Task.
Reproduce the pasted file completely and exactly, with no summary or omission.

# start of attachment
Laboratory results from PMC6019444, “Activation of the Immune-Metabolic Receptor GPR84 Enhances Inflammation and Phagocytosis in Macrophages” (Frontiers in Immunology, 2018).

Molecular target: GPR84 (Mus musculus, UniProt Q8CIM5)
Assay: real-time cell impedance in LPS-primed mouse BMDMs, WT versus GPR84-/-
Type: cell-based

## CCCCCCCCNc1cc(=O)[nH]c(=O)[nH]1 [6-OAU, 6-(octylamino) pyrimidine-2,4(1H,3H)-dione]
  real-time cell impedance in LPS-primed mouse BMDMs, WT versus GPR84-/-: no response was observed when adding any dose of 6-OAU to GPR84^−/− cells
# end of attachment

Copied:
Laboratory results from PMC6019444, “Activation of the Immune-Metabolic Receptor GPR84 Enhances Inflammation and Phagocytosis in Macrophages” (Frontiers in Immunology, 2018).

Molecular target: GPR84 (Mus musculus, UniProt Q8CIM5)
Assay: real-time cell impedance in LPS-primed mouse BMDMs, WT versus GPR84-/-
Type: cell-based

## CCCCCCCCNc1cc(=O)[nH]c(=O)[nH]1 [6-OAU, 6-(octylamino) pyrimidine-2,4(1H,3H)-dione]
  real-time cell impedance in LPS-primed mouse BMDMs, WT versus GPR84-/-: no response was observed when adding any dose of 6-OAU to GPR84^−/− cells